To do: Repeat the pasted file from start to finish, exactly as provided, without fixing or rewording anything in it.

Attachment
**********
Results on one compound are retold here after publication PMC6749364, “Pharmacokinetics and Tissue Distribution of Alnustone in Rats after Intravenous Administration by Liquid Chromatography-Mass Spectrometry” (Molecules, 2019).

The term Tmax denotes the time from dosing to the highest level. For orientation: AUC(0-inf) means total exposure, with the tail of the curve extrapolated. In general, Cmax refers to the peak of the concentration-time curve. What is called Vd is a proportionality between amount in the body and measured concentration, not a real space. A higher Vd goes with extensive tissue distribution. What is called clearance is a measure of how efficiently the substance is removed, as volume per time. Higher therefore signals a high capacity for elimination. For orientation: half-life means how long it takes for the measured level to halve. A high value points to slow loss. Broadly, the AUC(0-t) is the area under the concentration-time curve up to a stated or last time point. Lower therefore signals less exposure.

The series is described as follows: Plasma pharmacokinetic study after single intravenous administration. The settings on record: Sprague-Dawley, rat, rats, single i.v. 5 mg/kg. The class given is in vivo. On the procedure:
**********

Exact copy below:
Results on one compound are retold here after publication PMC6749364, “Pharmacokinetics and Tissue Distribution of Alnustone in Rats after Intravenous Administration by Liquid Chromatography-Mass Spectrometry” (Molecules, 2019).

The term Tmax denotes the time from dosing to the highest level. For orientation: AUC(0-inf) means total exposure, with the tail of the curve extrapolated. In general, Cmax refers to the peak of the concentration-time curve. What is called Vd is a proportionality between amount in the body and measured concentration, not a real space. A higher Vd goes with extensive tissue distribution. What is called clearance is a measure of how efficiently the substance is removed, as volume per time. Higher therefore signals a high capacity for elimination. For orientation: half-life means how long it takes for the measured level to halve. A high value points to slow loss. Broadly, the AUC(0-t) is the area under the concentration-time curve up to a stated or last time point. Lower therefore signals less exposure.

The series is described as follows: Plasma pharmacokinetic study after single intravenous administration. The settings on record: Sprague-Dawley, rat, rats, single i.v. 5 mg/kg. The class given is in vivo. On the procedure: